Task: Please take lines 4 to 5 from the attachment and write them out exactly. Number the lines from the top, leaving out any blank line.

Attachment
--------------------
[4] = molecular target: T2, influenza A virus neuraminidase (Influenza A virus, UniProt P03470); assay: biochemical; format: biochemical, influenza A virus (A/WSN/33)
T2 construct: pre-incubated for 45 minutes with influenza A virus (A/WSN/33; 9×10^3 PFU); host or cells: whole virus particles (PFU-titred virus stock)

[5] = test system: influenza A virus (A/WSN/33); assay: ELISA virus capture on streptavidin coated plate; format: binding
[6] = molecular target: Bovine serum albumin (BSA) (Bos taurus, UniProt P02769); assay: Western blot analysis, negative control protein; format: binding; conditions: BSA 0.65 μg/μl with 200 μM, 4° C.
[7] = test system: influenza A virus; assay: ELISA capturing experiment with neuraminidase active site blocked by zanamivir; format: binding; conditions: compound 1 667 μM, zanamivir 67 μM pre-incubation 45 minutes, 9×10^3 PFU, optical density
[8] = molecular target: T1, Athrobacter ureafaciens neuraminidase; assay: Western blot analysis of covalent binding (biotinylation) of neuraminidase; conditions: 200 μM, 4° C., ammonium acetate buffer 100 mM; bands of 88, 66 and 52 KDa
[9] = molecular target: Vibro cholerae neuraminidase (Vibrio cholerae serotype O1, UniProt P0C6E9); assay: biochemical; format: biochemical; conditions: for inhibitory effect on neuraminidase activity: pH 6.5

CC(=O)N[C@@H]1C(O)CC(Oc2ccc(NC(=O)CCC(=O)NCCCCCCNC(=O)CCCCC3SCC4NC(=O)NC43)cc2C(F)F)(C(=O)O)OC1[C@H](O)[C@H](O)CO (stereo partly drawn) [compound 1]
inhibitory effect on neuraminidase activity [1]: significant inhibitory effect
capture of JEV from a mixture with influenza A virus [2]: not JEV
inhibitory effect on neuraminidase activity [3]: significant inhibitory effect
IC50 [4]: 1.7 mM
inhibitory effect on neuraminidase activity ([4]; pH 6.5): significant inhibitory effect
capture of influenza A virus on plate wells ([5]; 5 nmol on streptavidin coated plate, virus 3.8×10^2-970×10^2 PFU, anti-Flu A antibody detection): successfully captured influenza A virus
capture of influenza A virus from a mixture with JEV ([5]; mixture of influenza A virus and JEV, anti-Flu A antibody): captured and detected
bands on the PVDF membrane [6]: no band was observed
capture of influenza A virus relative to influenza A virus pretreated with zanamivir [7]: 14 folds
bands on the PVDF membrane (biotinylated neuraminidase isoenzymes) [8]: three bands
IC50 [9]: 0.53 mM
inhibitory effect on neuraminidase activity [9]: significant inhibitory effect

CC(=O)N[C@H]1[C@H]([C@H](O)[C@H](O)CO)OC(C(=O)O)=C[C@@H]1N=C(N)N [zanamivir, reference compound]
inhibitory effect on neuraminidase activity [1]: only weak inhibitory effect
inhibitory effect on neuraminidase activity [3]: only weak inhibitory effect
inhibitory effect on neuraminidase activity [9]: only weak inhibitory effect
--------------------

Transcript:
[6] = molecular target: Bovine serum albumin (BSA) (Bos taurus, UniProt P02769); assay: Western blot analysis, negative control protein; format: binding; conditions: BSA 0.65 μg/μl with 200 μM, 4° C.
[7] = test system: influenza A virus; assay: ELISA capturing experiment with neuraminidase active site blocked by zanamivir; format: binding; conditions: compound 1 667 μM, zanamivir 67 μM pre-incubation 45 minutes, 9×10^3 PFU, optical density